Author Topic: Change from ADY to IDY resulted in significant dough difference  (Read 583 times)

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Offline bradtri

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Change from ADY to IDY resulted in significant dough difference
« on: February 10, 2014, 08:35:56 PM »
I recently switched from ADY to IDY for my dough and had an unexpected change in my dough.  While my dough with ADY was very pliable and easy to work with, the dough with IDY is significantly more "rubbery" and has more spring-back when shaping.  Should this change be expected when only changing the yeast?

My recipe is:

King Arthur Bread Flour   1425 grams
Salt    28 grams
Yeast   6 grams
Water    884 grams
Canola or Olive oil    57 grams

I mix all ingredients until dough comes together then rest for 5 minutes.  Then mix for 5 minutes on speed 1 of Bosch Universal Plus.  Divide into 400 g balls and refrigerate for 2-8 days as I use them.

I should note that I never proofed the ADY and frequently just quickly whisked it into the water (which was chilled) prior to adding it to the dry ingredients.


Offline Pete-zza

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Re: Change from ADY to IDY resulted in significant dough difference
« Reply #1 on: February 10, 2014, 09:17:38 PM »
bradtri,

You might want to take a look at Tom Lehmann's post at Reply 11 at http://www.pizzamaking.com/forum/index.php?topic=16775.msg164171;topicseen#msg164171 to determine what conversion you may need from ADY to IDY based on the way you are currently using the ADY, even if not in accordance with the method recommended by Tom and yeast producers for prehydrating ADY.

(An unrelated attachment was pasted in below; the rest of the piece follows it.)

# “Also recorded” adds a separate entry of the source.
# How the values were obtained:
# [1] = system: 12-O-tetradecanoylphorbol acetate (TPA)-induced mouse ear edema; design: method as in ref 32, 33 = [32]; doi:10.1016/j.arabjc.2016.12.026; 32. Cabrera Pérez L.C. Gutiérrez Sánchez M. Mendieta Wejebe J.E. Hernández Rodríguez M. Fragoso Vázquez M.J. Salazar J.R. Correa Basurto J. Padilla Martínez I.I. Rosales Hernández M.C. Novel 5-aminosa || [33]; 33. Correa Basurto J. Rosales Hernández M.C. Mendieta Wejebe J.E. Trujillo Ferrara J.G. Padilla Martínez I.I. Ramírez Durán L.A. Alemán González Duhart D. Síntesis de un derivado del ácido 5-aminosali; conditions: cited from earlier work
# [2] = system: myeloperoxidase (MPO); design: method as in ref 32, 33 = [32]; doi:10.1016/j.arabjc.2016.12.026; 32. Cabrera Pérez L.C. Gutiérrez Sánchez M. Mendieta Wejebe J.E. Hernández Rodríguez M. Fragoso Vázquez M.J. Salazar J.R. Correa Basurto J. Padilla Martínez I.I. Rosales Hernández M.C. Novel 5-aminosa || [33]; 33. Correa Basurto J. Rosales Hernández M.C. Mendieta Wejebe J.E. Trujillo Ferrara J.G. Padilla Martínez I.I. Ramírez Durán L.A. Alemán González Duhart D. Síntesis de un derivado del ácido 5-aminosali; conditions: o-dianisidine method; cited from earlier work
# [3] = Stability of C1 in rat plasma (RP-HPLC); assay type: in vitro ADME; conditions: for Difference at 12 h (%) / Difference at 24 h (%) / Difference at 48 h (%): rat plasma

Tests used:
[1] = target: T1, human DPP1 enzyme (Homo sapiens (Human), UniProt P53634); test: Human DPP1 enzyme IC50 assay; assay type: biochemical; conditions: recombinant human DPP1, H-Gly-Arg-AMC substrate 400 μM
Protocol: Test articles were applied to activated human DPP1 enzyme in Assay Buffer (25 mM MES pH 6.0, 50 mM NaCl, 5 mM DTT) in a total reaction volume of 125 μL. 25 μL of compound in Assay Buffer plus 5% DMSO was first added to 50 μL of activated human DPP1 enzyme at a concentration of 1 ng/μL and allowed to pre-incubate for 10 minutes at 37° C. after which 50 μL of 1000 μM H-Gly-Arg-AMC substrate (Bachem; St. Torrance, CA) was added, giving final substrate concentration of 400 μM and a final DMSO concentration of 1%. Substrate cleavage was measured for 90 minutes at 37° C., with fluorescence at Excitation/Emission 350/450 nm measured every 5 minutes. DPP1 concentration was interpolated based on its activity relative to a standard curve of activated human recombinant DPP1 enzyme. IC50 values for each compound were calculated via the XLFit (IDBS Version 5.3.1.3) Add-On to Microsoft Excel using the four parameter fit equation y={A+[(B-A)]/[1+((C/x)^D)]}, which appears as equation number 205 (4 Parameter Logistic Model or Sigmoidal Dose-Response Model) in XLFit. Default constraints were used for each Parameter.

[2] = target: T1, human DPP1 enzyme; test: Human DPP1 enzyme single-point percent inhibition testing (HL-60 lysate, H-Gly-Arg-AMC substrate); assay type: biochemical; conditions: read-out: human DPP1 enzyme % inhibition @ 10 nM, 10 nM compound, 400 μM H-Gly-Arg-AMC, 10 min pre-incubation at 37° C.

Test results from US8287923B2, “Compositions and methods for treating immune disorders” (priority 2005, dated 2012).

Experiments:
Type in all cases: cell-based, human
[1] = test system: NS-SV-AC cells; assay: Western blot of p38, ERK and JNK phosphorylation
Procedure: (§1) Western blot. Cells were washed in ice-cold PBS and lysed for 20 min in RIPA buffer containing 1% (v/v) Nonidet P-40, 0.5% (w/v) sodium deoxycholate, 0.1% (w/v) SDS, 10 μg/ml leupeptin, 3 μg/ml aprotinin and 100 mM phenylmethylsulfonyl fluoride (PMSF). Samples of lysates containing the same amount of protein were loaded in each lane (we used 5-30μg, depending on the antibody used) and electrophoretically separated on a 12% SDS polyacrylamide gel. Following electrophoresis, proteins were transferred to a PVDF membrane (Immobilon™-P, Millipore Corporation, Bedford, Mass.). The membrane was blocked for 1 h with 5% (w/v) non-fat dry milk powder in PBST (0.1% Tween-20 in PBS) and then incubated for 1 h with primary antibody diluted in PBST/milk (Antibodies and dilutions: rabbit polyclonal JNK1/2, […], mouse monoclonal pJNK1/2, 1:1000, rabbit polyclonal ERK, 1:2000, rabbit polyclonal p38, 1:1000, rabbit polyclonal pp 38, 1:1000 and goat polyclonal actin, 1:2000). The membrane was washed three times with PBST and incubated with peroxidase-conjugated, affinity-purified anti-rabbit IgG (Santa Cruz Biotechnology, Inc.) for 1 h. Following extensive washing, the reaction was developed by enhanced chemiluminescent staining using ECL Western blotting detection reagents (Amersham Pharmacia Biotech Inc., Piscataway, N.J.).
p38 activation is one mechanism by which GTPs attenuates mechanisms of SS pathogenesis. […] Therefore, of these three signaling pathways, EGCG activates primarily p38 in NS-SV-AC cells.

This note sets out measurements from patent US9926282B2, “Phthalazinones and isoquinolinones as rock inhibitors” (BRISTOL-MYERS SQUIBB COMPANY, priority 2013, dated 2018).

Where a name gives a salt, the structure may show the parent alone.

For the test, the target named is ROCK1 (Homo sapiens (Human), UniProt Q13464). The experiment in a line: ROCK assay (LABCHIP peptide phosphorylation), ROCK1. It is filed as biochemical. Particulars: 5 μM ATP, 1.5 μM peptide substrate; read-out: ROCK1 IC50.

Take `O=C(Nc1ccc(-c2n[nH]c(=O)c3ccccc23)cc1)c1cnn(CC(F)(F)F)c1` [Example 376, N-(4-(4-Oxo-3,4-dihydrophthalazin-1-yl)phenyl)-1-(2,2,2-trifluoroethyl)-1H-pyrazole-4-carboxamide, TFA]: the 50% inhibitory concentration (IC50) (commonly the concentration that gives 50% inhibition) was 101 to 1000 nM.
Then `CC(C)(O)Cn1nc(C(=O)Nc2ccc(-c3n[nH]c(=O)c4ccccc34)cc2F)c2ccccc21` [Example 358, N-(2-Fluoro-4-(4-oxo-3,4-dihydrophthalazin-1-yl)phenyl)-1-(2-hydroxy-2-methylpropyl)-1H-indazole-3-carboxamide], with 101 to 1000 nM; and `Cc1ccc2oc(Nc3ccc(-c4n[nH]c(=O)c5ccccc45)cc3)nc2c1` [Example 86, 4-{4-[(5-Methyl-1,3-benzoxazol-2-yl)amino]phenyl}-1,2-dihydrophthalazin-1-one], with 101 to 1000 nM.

There is also a yeast conversion table at http://www.theartisan.net/convert_yeast_two.htm but I believe that it presumes that the yeast forms are properly used in accordance with recommended procedures.

Peter
« Last Edit: February 10, 2014, 09:25:28 PM by Pete-zza »

Offline bradtri

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Re: Change from ADY to IDY resulted in significant dough difference
« Reply #2 on: February 11, 2014, 08:56:44 PM »
Thanks Pete.   I was aware that there was a conversion factor between ADY and IDY.  Perhaps I should rephrase my question. 

Should the relative increase in yeast (because of using the same measure of IDY in place of ADY) result in such a significant textural change in the dough? 

Yesterday, I took the IDY dough balls out of the fridge and re-balled after 1 hour at room temp.  I then let them rest a room temp for another 5 hours and they were still rather rubbery and difficult to shape.  My ADY dough in the same situation would have literally been sagging off of my hands.

Offline apizza

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Re: Change from ADY to IDY resulted in significant dough difference
« Reply #3 on: February 11, 2014, 09:12:53 PM »
bradtri, perhaps this quote from Tom Lohmann's post that Peter referred to is part of the reason.

"While IDY also has its share of damaged yeast cells due to the drying process, the issue has been addressed through the addition of a small amount of ascorbic acid to the dry yeast, while the ADY (active dry yeast) has not had any ascorbic acid added, so the doughs made with ADY actually end up slightly softer than when made with IDY."

I find this interesting and I'm glad you brought this up.
Marty



 

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